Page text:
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“Shh!”: Shifting discourse patterns and techniques of surveillance in middle-school mathematics classrooms

Abstract

The growing body of empirical studies on discourse in mathematics education have drawn on, broadly, sociocultural or situated views of learning but do not make issues of power central and/or explicit. For this reason, then, we situate the present analysis within the intersection of two bodies of literature: professional development focused on mathematics classroom discourse and Foucauldian analyses of power relations. In our poststructural analysis of a mathematics classroom, we interrogate the use of surveillance and its relation to meaningful mathematical discourse. Using Foucault’s techniques of surveillance and modalities of power, we analyze videos from one teacher-researcher’s (TR) classroom at two snapshots in time to answer the questions: What happens to a mathematics TR’s use of teacher discourse moves (TDMs) and surveillance practices across three years of doing action research on their classroom discourse? and How might we know whether these TDMs are doing ‘good’ things in the classrooms? Our findings show the complex ways that a TR’s work on classroom discourse is intertwined with modes of power and techniques of surveillance. First, we found that shushing and silencing, normalized as a part of teaching, decreases when a teacher positively values the use of (mathematical) language by students. This decrease in shushing and silencing details what we understand to be ‘the good’ and constitutes the primary finding of this study as we seek to expand what is understood by enhancing student language: an overall increase in language use by students and an overall increase in their use of mathematical language.

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Notes

  1. This material is based upon work done while Beth Herbel-Eisenmann was serving at the National Science Foundation. Any opinion, findings, conclusions or recommendations expressed in this material are those of the authors and do not necessarily reflect the views of NSF.

  2. We use the teacher-researcher’s name with her permission.

  3. We use Beth’s name to recognize that this is her brief re-telling of this story. We do not claim that the TRs, graduate students, or others involved would agree with or tell the same story. Additionally, we use the word with teachers to highlight our commitment to do scholarship with and alongside partners as opposed to on them. This research was supported with funding from the National Science Foundation [(NSF), Grant No. 0347906]. Any opinions, findings, and conclusions or recommendations expressed in this article are those of the authors and do not necessarily reflect the views of the NSF.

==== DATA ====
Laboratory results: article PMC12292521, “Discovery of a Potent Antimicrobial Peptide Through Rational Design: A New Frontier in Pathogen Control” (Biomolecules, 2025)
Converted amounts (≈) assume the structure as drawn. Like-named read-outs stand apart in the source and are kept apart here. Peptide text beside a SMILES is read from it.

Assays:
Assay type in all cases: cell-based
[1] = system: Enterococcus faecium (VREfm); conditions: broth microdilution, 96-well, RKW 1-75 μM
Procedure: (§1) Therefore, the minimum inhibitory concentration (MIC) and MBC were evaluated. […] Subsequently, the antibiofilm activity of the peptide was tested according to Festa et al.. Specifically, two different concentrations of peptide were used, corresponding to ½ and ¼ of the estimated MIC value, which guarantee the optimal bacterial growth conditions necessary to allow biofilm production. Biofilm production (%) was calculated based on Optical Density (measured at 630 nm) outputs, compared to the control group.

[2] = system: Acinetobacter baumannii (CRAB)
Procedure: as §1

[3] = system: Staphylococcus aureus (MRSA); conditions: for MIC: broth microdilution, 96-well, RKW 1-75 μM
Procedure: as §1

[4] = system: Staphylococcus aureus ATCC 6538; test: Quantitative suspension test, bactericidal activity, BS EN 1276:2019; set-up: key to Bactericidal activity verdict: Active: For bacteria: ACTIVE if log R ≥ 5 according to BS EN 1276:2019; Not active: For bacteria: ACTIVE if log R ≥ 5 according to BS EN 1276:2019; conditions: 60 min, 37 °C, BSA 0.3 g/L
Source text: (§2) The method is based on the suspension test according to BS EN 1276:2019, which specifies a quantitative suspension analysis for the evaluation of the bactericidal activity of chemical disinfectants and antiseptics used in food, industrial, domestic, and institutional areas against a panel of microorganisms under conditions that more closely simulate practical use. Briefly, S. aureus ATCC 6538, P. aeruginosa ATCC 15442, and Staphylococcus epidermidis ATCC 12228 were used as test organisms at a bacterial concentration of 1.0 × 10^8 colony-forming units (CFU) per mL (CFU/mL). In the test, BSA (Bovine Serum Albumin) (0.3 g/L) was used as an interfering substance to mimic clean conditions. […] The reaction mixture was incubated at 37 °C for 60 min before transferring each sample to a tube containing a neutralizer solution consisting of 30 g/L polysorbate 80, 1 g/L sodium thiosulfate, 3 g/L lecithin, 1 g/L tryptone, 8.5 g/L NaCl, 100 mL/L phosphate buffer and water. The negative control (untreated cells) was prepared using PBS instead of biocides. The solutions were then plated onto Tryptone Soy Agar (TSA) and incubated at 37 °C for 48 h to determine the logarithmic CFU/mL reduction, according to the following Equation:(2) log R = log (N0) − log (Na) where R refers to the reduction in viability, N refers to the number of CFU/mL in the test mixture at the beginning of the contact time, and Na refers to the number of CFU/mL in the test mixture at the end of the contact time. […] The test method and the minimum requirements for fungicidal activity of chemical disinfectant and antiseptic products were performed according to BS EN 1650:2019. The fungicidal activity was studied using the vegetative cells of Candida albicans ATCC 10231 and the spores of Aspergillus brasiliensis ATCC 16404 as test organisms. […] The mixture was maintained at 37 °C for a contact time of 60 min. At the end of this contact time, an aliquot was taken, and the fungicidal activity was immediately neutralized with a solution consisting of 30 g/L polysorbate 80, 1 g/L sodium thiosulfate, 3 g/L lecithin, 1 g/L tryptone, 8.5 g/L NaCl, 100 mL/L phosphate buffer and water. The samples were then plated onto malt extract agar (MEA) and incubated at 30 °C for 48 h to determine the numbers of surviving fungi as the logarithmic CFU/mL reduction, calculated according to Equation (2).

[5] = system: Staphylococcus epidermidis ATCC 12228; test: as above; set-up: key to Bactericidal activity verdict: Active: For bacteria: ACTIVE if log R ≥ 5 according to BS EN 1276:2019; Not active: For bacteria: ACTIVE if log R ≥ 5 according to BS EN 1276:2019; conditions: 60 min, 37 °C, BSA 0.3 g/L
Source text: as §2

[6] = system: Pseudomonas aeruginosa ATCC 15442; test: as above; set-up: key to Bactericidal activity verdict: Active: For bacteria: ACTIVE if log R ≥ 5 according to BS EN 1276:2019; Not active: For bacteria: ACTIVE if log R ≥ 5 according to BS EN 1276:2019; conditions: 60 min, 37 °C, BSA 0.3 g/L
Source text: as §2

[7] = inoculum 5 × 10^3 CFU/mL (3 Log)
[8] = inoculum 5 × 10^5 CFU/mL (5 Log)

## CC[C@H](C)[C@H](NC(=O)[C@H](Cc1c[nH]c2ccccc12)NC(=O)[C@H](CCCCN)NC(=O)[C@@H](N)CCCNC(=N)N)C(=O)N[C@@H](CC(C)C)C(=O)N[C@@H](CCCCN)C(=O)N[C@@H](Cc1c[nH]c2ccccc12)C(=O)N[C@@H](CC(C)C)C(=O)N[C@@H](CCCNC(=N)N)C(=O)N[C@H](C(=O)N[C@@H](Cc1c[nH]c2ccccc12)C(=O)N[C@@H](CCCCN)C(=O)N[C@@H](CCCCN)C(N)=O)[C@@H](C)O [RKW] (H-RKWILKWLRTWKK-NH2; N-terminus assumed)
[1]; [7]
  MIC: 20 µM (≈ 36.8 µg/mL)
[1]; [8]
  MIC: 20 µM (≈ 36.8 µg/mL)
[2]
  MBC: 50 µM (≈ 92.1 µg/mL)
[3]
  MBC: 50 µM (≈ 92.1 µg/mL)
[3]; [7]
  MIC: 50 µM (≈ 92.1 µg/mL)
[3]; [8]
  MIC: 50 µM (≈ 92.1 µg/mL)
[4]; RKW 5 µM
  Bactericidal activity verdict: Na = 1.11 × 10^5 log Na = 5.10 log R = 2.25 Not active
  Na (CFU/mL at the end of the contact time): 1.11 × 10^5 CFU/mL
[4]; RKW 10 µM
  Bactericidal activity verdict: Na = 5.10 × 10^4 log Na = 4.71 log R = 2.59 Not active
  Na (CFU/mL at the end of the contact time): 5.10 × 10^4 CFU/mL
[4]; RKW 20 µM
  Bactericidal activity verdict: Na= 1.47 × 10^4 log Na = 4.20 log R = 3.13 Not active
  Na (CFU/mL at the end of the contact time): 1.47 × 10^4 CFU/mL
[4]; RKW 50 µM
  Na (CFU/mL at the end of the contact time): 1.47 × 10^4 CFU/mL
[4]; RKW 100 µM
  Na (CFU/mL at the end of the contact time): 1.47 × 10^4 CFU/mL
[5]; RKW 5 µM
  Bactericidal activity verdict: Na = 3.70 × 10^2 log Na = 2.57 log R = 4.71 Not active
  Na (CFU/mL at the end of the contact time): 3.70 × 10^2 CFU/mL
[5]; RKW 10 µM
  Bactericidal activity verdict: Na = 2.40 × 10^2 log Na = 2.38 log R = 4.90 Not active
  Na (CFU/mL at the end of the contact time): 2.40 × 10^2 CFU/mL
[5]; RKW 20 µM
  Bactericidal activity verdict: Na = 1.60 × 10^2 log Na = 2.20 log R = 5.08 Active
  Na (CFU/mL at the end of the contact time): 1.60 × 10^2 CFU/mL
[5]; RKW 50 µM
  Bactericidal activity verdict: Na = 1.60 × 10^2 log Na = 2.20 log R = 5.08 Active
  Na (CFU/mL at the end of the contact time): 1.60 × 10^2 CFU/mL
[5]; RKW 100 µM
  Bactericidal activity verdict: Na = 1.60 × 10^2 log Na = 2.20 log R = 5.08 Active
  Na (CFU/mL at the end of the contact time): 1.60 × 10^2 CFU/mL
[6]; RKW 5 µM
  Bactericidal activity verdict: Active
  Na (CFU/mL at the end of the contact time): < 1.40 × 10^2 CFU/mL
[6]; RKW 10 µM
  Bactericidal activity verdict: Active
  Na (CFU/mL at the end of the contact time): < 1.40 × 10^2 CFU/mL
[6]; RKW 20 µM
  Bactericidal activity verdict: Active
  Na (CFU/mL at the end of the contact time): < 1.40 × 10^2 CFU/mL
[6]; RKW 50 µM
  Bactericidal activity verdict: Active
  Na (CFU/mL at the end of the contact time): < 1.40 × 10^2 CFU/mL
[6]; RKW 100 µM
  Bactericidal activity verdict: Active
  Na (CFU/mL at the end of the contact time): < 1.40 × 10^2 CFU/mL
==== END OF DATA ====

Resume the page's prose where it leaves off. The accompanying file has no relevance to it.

4. The research reported in this article was supported with funding from the National Science Foundation [NSF], Award #0918117. Any opinions, findings, and conclusions or recommendations expressed in this article are those of the authors and do not necessarily reflect the views of NSF.

  5. This quote of Foucault comes from a personal correspondence between Foucault and Dreyfus & Rabinow included on page 187 of their book Michel Foucault: Beyond Structuralism and Hermeneutics. We include the citation in square brackets since Hardy accidentally cited this as (Foucault & Deleuze, 1972, p. 208) and we merely wish to provide the corrected citation for our readers.

  6. The idea to call a grouping of studies “reconceptualist” was building on curriculum studies who used this term to identify work that had the goal “to critique the ideologies of the individual and the group that were being promoted by conservative, liberal, and radical groups and to bring them forward for deliberation and transformation” (Grumet 1989, p. 13). This particular group of curriculum theorists tended to draw on critical, poststructuralist, psychoanalytic, and phenomenological traditions and later, feminist theories. In retrospect, Beth sees this as a missed opportunity in that review because of the important and different contributions these various studies have made.

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Acknowledgement

We recognize and thank all of our teacher-researcher-partners and, Laurie, in particular, for her collaboration and time. We also thank Gabriele Kaiser and three anonymous reviewers for their thoughtful feedback and insights.

Funding

This research was supported with funding from the National Science Foundation [(NSF), Grant No. 0347906]. Any opinions, findings, and conclusions or recommendations expressed in this article are those of the authors and do not necessarily reflect the views of the NSF.

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Correspondence to Christopher H. Dubbs.

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Dubbs, C.H., Herbel-Eisenmann, B. “Shh!”: Shifting discourse patterns and techniques of surveillance in middle-school mathematics classrooms. ZDM Mathematics Education 53, 449–460 (2021). https://doi.org/10.1007/s11858-021-01243-4

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Keywords

  • Audit
  • Discourse
  • Foucault
  • Gaze
  • Power relations
  • Professional development
  • Surveillance
  • Teacher discourse moves